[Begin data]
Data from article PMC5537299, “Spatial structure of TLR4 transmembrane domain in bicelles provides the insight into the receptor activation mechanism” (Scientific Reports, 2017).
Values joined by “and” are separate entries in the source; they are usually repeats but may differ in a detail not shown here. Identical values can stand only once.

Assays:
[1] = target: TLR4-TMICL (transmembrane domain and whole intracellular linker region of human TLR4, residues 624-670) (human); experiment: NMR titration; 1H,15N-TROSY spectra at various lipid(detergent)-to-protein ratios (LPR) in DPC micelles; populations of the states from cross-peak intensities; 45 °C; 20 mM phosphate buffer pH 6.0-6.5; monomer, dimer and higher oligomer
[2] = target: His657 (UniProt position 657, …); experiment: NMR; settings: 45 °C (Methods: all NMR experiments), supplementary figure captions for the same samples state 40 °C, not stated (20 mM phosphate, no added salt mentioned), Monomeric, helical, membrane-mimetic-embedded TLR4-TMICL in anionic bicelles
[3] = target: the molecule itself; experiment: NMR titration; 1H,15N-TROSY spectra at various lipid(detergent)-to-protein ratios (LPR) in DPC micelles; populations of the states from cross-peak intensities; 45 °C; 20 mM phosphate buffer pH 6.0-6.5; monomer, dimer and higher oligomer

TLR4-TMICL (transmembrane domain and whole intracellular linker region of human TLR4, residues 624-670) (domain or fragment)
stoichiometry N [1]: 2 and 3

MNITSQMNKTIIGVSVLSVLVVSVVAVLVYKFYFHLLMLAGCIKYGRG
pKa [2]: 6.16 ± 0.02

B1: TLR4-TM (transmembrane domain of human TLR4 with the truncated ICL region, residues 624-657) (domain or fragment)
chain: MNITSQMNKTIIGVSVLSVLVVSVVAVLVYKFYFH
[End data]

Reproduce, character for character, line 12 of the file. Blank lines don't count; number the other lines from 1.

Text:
chain: MNITSQMNKTIIGVSVLSVLVVSVVAVLVYKFYFH